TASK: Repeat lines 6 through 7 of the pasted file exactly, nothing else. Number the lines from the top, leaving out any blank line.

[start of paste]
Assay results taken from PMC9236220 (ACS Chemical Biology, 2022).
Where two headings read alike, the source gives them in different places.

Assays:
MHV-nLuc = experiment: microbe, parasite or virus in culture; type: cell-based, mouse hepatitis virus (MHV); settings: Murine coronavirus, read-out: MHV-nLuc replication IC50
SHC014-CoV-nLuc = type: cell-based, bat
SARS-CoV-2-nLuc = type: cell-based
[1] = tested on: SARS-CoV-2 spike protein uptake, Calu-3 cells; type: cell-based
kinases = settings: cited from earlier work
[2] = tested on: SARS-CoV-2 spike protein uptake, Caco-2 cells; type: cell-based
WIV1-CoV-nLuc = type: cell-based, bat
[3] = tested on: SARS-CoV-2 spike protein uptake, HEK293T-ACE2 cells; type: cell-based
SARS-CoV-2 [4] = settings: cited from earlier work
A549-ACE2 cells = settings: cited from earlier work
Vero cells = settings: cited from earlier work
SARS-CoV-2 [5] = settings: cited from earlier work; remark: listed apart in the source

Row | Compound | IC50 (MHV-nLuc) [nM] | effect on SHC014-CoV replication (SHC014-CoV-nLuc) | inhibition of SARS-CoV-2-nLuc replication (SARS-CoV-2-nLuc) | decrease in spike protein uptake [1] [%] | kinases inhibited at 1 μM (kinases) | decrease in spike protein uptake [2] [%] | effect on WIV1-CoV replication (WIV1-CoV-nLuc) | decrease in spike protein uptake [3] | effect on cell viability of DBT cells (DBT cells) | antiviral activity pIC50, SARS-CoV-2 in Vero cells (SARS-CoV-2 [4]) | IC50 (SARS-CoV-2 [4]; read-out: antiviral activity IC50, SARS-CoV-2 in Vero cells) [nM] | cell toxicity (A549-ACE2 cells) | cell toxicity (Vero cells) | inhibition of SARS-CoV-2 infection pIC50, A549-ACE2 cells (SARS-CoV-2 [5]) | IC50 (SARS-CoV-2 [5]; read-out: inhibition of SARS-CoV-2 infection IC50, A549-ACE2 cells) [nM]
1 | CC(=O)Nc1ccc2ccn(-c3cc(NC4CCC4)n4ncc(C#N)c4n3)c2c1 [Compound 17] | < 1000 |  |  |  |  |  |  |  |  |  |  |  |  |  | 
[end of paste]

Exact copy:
SARS-CoV-2-nLuc = type: cell-based
[1] = tested on: SARS-CoV-2 spike protein uptake, Calu-3 cells; type: cell-based